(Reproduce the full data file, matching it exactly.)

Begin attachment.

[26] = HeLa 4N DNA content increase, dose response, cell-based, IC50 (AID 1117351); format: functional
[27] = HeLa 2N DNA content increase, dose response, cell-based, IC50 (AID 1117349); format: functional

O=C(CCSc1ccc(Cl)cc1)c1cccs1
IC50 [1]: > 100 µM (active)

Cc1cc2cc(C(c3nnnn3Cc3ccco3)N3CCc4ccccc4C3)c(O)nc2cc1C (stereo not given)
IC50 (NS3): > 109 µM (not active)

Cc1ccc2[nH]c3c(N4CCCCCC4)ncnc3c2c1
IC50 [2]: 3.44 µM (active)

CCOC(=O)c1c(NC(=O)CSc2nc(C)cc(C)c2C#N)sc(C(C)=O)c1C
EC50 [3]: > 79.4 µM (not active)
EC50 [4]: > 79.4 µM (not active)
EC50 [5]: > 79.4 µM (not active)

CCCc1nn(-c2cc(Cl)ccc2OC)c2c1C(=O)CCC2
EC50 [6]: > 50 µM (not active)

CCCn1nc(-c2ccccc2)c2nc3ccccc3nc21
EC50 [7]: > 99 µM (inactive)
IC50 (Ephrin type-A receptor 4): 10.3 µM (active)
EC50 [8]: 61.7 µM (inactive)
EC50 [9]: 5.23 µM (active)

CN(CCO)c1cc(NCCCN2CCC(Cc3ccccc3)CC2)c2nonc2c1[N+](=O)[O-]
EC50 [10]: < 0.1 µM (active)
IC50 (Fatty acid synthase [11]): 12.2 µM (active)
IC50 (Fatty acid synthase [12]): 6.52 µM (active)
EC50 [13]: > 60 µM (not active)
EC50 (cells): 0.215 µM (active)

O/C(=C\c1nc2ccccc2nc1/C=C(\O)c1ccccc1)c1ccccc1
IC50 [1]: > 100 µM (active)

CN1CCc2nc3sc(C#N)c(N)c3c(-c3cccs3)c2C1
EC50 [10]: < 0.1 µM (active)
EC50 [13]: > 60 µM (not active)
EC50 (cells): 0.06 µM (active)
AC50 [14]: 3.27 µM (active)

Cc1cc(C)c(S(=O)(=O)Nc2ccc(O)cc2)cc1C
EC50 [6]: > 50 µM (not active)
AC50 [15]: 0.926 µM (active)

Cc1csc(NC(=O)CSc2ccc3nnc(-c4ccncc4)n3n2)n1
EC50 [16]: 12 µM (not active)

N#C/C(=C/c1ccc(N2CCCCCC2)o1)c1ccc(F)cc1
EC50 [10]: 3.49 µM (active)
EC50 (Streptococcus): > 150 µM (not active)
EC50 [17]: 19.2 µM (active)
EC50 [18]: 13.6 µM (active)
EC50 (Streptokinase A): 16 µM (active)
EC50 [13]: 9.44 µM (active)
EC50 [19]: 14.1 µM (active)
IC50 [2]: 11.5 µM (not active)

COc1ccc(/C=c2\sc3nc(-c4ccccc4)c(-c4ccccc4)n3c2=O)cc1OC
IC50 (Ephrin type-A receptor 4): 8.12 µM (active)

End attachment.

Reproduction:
[26] = HeLa 4N DNA content increase, dose response, cell-based, IC50 (AID 1117351); format: functional
[27] = HeLa 2N DNA content increase, dose response, cell-based, IC50 (AID 1117349); format: functional

O=C(CCSc1ccc(Cl)cc1)c1cccs1
IC50 [1]: > 100 µM (active)

Cc1cc2cc(C(c3nnnn3Cc3ccco3)N3CCc4ccccc4C3)c(O)nc2cc1C (stereo not given)
IC50 (NS3): > 109 µM (not active)

Cc1ccc2[nH]c3c(N4CCCCCC4)ncnc3c2c1
IC50 [2]: 3.44 µM (active)

CCOC(=O)c1c(NC(=O)CSc2nc(C)cc(C)c2C#N)sc(C(C)=O)c1C
EC50 [3]: > 79.4 µM (not active)
EC50 [4]: > 79.4 µM (not active)
EC50 [5]: > 79.4 µM (not active)

CCCc1nn(-c2cc(Cl)ccc2OC)c2c1C(=O)CCC2
EC50 [6]: > 50 µM (not active)

CCCn1nc(-c2ccccc2)c2nc3ccccc3nc21
EC50 [7]: > 99 µM (inactive)
IC50 (Ephrin type-A receptor 4): 10.3 µM (active)
EC50 [8]: 61.7 µM (inactive)
EC50 [9]: 5.23 µM (active)

CN(CCO)c1cc(NCCCN2CCC(Cc3ccccc3)CC2)c2nonc2c1[N+](=O)[O-]
EC50 [10]: < 0.1 µM (active)
IC50 (Fatty acid synthase [11]): 12.2 µM (active)
IC50 (Fatty acid synthase [12]): 6.52 µM (active)
EC50 [13]: > 60 µM (not active)
EC50 (cells): 0.215 µM (active)

O/C(=C\c1nc2ccccc2nc1/C=C(\O)c1ccccc1)c1ccccc1
IC50 [1]: > 100 µM (active)

CN1CCc2nc3sc(C#N)c(N)c3c(-c3cccs3)c2C1
EC50 [10]: < 0.1 µM (active)
EC50 [13]: > 60 µM (not active)
EC50 (cells): 0.06 µM (active)
AC50 [14]: 3.27 µM (active)

Cc1cc(C)c(S(=O)(=O)Nc2ccc(O)cc2)cc1C
EC50 [6]: > 50 µM (not active)
AC50 [15]: 0.926 µM (active)

Cc1csc(NC(=O)CSc2ccc3nnc(-c4ccncc4)n3n2)n1
EC50 [16]: 12 µM (not active)

N#C/C(=C/c1ccc(N2CCCCCC2)o1)c1ccc(F)cc1
EC50 [10]: 3.49 µM (active)
EC50 (Streptococcus): > 150 µM (not active)
EC50 [17]: 19.2 µM (active)
EC50 [18]: 13.6 µM (active)
EC50 (Streptokinase A): 16 µM (active)
EC50 [13]: 9.44 µM (active)
EC50 [19]: 14.1 µM (active)
IC50 [2]: 11.5 µM (not active)

COc1ccc(/C=c2\sc3nc(-c4ccccc4)c(-c4ccccc4)n3c2=O)cc1OC
IC50 (Ephrin type-A receptor 4): 8.12 µM (active)